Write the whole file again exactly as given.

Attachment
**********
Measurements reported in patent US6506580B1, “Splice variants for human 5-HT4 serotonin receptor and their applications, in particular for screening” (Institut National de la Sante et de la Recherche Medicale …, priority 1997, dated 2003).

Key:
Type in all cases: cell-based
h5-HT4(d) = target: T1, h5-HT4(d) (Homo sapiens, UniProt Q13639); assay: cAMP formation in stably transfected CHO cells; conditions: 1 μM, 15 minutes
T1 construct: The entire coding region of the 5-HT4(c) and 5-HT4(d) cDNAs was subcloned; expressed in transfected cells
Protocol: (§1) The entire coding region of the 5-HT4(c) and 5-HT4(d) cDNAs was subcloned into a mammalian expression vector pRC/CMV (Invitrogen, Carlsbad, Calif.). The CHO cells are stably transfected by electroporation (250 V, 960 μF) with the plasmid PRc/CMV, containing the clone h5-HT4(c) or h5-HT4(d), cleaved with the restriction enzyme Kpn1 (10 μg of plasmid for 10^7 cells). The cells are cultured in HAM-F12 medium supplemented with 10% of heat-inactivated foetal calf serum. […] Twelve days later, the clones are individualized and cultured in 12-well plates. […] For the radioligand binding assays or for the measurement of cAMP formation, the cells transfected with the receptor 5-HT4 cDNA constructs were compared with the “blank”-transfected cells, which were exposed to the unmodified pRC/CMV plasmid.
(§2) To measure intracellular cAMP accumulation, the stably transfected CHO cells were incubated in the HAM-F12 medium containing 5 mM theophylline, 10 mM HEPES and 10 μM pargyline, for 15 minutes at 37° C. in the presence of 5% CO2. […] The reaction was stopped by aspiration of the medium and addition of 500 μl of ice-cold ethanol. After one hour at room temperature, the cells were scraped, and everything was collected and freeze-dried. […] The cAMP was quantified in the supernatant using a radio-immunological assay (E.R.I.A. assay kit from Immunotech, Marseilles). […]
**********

Measurements reported in patent US6506580B1, “Splice variants for human 5-HT4 serotonin receptor and their applications, in particular for screening” (Institut National de la Sante et de la Recherche Medicale …, priority 1997, dated 2003).

Key:
Type in all cases: cell-based
h5-HT4(d) = target: T1, h5-HT4(d) (Homo sapiens, UniProt Q13639); assay: cAMP formation in stably transfected CHO cells; conditions: 1 μM, 15 minutes
T1 construct: The entire coding region of the 5-HT4(c) and 5-HT4(d) cDNAs was subcloned; expressed in transfected cells
Protocol: (§1) The entire coding region of the 5-HT4(c) and 5-HT4(d) cDNAs was subcloned into a mammalian expression vector pRC/CMV (Invitrogen, Carlsbad, Calif.). The CHO cells are stably transfected by electroporation (250 V, 960 μF) with the plasmid PRc/CMV, containing the clone h5-HT4(c) or h5-HT4(d), cleaved with the restriction enzyme Kpn1 (10 μg of plasmid for 10^7 cells). The cells are cultured in HAM-F12 medium supplemented with 10% of heat-inactivated foetal calf serum. […] Twelve days later, the clones are individualized and cultured in 12-well plates. […] For the radioligand binding assays or for the measurement of cAMP formation, the cells transfected with the receptor 5-HT4 cDNA constructs were compared with the “blank”-transfected cells, which were exposed to the unmodified pRC/CMV plasmid.
(§2) To measure intracellular cAMP accumulation, the stably transfected CHO cells were incubated in the HAM-F12 medium containing 5 mM theophylline, 10 mM HEPES and 10 μM pargyline, for 15 minutes at 37° C. in the presence of 5% CO2. […] The reaction was stopped by aspiration of the medium and addition of 500 μl of ice-cold ethanol. After one hour at room temperature, the cells were scraped, and everything was collected and freeze-dried. […] The cAMP was quantified in the supernatant using a radio-immunological assay (E.R.I.A. assay kit from Immunotech, Marseilles). […]